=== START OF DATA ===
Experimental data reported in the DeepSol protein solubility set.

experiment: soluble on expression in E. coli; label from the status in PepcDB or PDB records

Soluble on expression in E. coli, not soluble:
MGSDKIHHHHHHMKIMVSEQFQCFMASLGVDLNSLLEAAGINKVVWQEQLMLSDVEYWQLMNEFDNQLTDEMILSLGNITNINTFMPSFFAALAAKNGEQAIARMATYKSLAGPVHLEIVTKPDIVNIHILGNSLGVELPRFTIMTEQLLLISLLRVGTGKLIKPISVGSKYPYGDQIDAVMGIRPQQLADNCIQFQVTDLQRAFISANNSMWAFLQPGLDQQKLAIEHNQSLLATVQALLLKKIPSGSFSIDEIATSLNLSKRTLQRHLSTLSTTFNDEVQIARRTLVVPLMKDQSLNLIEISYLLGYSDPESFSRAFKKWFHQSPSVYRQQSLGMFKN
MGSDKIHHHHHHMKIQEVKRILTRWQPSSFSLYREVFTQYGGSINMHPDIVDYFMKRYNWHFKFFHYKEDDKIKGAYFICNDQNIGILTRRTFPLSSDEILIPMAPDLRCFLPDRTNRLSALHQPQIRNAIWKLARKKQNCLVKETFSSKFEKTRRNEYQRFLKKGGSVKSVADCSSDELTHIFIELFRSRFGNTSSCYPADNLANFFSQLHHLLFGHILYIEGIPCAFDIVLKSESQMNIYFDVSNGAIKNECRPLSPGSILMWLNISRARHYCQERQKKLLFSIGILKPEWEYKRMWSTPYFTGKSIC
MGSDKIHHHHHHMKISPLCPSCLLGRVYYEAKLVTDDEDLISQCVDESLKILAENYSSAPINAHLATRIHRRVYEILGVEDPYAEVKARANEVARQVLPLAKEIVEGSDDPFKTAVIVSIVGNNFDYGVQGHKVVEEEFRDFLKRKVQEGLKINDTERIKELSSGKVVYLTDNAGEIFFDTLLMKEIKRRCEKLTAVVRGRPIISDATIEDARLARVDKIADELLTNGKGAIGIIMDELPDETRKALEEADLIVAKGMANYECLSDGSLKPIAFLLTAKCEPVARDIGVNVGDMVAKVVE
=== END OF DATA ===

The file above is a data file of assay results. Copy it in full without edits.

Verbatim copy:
Experimental data reported in the DeepSol protein solubility set.

experiment: soluble on expression in E. coli; label from the status in PepcDB or PDB records

Soluble on expression in E. coli, not soluble:
MGSDKIHHHHHHMKIMVSEQFQCFMASLGVDLNSLLEAAGINKVVWQEQLMLSDVEYWQLMNEFDNQLTDEMILSLGNITNINTFMPSFFAALAAKNGEQAIARMATYKSLAGPVHLEIVTKPDIVNIHILGNSLGVELPRFTIMTEQLLLISLLRVGTGKLIKPISVGSKYPYGDQIDAVMGIRPQQLADNCIQFQVTDLQRAFISANNSMWAFLQPGLDQQKLAIEHNQSLLATVQALLLKKIPSGSFSIDEIATSLNLSKRTLQRHLSTLSTTFNDEVQIARRTLVVPLMKDQSLNLIEISYLLGYSDPESFSRAFKKWFHQSPSVYRQQSLGMFKN
MGSDKIHHHHHHMKIQEVKRILTRWQPSSFSLYREVFTQYGGSINMHPDIVDYFMKRYNWHFKFFHYKEDDKIKGAYFICNDQNIGILTRRTFPLSSDEILIPMAPDLRCFLPDRTNRLSALHQPQIRNAIWKLARKKQNCLVKETFSSKFEKTRRNEYQRFLKKGGSVKSVADCSSDELTHIFIELFRSRFGNTSSCYPADNLANFFSQLHHLLFGHILYIEGIPCAFDIVLKSESQMNIYFDVSNGAIKNECRPLSPGSILMWLNISRARHYCQERQKKLLFSIGILKPEWEYKRMWSTPYFTGKSIC
MGSDKIHHHHHHMKISPLCPSCLLGRVYYEAKLVTDDEDLISQCVDESLKILAENYSSAPINAHLATRIHRRVYEILGVEDPYAEVKARANEVARQVLPLAKEIVEGSDDPFKTAVIVSIVGNNFDYGVQGHKVVEEEFRDFLKRKVQEGLKINDTERIKELSSGKVVYLTDNAGEIFFDTLLMKEIKRRCEKLTAVVRGRPIISDATIEDARLARVDKIADELLTNGKGAIGIIMDELPDETRKALEEADLIVAKGMANYECLSDGSLKPIAFLLTAKCEPVARDIGVNVGDMVAKVVE